China plans rail links with Pak, Central Asia for Silk Route
China is negotiating with Pakistan, Mongolia, Uzbekistan and Kyrgyzstan to build three connective railroads to revive the ancient Silk Route and improve regional trade on the economic belt, a pet project of President Xi Jinping.world Updated: Sep 03, 2014 18:07 IST
China is negotiating with Pakistan, Mongolia, Uzbekistan and Kyrgyzstan to build three connective railroads to revive the ancient Silk Route and improve regional trade on the economic belt, a pet project of President Xi Jinping.
Huang Shengqiang, head of the China Port Management Office, said Beijing has already opened 25 international airports and land ports as well as 12 special trade areas along the economic belt within the country.
It will continue to build regional freight stations and create more trading platforms with Pakistan, Kyrgyzstan, Mongolia and Nepal, Huang was quoted by the state-run China Daily as saying.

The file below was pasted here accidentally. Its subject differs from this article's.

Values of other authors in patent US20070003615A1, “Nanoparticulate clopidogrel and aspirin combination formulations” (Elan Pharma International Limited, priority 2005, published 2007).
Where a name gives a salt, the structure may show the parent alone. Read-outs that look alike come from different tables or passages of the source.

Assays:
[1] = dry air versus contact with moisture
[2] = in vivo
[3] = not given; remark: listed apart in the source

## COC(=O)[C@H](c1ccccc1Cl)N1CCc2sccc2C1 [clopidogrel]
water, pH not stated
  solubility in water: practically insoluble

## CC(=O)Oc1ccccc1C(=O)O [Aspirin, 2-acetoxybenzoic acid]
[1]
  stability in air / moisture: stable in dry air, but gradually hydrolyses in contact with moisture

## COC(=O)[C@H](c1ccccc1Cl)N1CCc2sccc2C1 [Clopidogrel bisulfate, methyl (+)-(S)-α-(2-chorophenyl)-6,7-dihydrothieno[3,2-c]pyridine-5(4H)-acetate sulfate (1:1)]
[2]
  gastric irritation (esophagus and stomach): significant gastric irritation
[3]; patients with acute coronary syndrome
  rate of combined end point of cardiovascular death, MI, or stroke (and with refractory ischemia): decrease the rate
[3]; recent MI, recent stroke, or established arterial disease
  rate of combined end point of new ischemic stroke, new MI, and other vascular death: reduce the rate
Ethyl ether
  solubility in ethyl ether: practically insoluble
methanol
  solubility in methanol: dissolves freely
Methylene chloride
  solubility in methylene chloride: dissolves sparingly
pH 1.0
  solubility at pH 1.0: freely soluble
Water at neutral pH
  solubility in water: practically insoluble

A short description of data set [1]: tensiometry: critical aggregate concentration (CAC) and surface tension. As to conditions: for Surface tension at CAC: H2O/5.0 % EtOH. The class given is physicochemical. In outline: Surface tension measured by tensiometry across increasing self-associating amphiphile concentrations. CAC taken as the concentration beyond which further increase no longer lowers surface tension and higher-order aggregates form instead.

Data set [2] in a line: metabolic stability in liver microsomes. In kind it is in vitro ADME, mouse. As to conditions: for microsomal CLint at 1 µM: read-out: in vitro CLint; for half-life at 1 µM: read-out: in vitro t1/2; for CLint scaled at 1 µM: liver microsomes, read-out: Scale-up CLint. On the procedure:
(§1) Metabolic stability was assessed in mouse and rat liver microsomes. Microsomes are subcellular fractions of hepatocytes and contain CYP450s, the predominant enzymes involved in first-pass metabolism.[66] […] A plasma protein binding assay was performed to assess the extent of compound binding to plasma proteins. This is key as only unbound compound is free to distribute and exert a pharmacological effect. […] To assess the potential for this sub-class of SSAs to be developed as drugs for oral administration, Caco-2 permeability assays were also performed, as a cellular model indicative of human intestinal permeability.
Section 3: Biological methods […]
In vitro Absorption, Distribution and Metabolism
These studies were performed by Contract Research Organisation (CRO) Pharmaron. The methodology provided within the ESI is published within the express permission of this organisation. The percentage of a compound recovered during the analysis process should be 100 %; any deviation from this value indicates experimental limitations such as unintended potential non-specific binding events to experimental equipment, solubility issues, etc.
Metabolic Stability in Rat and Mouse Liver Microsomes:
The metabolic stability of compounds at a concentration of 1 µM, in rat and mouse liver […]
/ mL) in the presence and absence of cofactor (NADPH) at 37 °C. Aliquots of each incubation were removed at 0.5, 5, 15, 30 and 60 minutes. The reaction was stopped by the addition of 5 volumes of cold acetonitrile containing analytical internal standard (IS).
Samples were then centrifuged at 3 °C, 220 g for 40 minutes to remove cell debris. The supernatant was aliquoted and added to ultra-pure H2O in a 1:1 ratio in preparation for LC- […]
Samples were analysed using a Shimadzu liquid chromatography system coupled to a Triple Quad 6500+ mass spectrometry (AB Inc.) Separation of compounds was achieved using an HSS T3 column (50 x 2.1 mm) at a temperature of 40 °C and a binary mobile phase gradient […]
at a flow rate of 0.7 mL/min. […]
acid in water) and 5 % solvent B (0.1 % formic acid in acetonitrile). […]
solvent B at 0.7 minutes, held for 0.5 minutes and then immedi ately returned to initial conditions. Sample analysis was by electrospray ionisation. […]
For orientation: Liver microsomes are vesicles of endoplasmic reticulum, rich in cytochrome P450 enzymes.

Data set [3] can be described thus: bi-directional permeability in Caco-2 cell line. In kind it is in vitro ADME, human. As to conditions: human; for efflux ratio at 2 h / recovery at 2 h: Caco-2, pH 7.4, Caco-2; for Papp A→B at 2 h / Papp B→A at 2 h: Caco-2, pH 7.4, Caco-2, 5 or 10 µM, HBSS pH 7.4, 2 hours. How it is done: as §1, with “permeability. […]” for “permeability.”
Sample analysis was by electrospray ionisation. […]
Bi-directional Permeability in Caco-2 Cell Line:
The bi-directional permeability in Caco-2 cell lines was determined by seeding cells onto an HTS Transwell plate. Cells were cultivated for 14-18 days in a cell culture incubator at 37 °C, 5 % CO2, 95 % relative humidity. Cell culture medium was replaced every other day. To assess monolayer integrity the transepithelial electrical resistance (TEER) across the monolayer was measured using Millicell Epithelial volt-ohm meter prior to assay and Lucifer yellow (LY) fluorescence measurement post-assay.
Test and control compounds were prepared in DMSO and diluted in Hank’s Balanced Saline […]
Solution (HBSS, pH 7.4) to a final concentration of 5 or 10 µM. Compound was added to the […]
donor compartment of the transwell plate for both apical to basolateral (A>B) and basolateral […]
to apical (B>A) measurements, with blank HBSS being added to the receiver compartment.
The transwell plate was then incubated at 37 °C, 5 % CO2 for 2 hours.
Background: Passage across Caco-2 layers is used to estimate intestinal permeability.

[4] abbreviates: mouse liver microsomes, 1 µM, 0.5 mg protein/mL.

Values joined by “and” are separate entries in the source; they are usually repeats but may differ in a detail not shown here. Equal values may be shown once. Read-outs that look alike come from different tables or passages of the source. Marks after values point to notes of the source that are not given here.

China is planning to build a maze of silk roads, including the Maritime Silk Road (MSR), the pet project of President Xi, for which India has already been invited to take part.
China wants India's participation in the BCIM (Bangladesh, China, India and Myanmar) corridor, one of the Silk road plans which connects India and China through Myanmar and a number of ports in the Asian region.
The final plans for these silk roads and the objectives were expected to be released in the next few months.
On Pakistan front, China has unveiled an ambitious China-Pakistan Economic Corridor project connecting the two countries through the Pakistan Occupied Kashmir (POK).
The multi-billion dollar project aims to connect the two countries with rail, road, oil and gas pipelines besides optic fibre links.
China will make every effort to advance major cooperation projects that have been signed with countries along the Silk Road Economic Belt to bring tangible results to local residents, Vice-Premier Wang Yang said yesterday at China-Eurasia Expo at Urumqi.
The economic belt, which comprises more than 50 countries and could benefit more than 3.8 billion people, requires countries to work together to develop trade and lay out goals one step at a time, he said.